Librarian's Favorite Summer Read - Caleb's Crossing

favorite summer reads

Summer is a time when the SAS librarians are able to spend some time enjoying one of their favorite things - reading books. After months of curating lists, assisting students with research, organizing resources, cataloging books, engaging in professional development courses, the librarians take a short break to engage in some pleasure reading over the summer. When recommending books to patrons of the library, a role they take very seriously, they want to be able to say, they've read the book, read a recent review, or know the author's work.


Over the next month or two, in this same location, you can read brief reviews by the SAS librarians. Below is a review by library assistant, Noreen Tully P'09,'12, who describes Geraldine Brooks' novel Caleb's Crossing.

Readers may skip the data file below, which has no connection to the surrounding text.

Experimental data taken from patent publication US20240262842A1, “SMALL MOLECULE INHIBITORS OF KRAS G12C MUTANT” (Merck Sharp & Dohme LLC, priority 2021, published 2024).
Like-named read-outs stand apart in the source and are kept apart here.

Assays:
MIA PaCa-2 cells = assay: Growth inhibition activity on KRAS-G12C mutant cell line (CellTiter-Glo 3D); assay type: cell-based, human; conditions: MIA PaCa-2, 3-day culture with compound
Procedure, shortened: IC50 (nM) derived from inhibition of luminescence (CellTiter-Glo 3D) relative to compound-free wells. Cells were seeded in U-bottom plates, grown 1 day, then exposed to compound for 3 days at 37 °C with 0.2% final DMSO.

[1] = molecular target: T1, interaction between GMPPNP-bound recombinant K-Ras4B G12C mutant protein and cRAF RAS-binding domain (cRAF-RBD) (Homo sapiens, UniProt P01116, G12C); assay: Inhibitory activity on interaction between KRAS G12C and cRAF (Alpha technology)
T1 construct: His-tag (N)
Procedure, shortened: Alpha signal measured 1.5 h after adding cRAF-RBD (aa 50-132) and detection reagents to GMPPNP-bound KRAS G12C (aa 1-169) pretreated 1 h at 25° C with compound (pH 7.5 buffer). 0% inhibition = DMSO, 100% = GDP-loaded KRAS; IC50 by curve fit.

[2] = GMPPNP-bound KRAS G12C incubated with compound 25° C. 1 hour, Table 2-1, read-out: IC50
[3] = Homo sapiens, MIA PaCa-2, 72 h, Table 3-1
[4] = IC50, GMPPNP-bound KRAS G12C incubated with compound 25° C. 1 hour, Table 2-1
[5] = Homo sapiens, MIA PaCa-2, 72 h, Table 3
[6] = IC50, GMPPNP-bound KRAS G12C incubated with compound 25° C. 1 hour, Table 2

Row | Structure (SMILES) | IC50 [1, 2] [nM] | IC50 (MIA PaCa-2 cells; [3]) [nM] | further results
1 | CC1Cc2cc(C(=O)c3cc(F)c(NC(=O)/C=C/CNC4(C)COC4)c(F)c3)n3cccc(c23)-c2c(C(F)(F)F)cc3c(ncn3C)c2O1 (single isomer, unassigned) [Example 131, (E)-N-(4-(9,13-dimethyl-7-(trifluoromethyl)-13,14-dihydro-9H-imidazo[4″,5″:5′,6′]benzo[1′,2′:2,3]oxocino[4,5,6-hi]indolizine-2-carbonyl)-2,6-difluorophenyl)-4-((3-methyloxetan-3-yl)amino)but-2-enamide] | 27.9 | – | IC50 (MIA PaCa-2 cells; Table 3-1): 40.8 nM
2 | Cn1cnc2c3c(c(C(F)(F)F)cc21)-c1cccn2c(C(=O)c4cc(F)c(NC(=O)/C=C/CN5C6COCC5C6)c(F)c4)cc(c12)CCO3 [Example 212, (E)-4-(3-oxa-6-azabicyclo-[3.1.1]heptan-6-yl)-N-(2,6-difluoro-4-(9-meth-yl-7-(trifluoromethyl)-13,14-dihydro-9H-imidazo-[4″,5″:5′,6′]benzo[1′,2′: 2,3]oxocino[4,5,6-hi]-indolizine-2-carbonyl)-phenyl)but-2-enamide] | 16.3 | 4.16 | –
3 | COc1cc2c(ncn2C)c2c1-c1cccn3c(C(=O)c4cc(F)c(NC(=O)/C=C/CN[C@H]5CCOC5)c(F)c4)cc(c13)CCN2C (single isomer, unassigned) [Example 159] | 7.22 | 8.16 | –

"Caleb’s Crossing by Geraldine Brooks is inspired by the true story of the first Native American to graduate from Harvard in 1665. Written in Bethia’s Mayfield’s voice, the 12-year old daughter of Calvinists escapes her daily confines via the surroundings of the wild beauty of the island she lives on. When Bethia and a native Wampanoag boy (whom she names Caleb) tentatively and secretly approach respect and trust, they create an unbreakable bond of friendship."


"Geraldine Brooks takes her reader into a beautiful, natural rendition of a 17th-century New World as seen through the eyes of her brave, talented teen-aged protagonists. That natural world gives way as the setting shifts to a foreign and harsh Cambridge for Caleb to prepare for the Harvard boards; and in where Bethia is tested by expectations even while thrilled by the scintillating world of learning. While wrestling with differing beliefs, competing desires, and societal prejudices Bethia and Caleb emerge into their lives. Caleb’s Crossing is a tremendously satisfying read - engaging and lovely to read."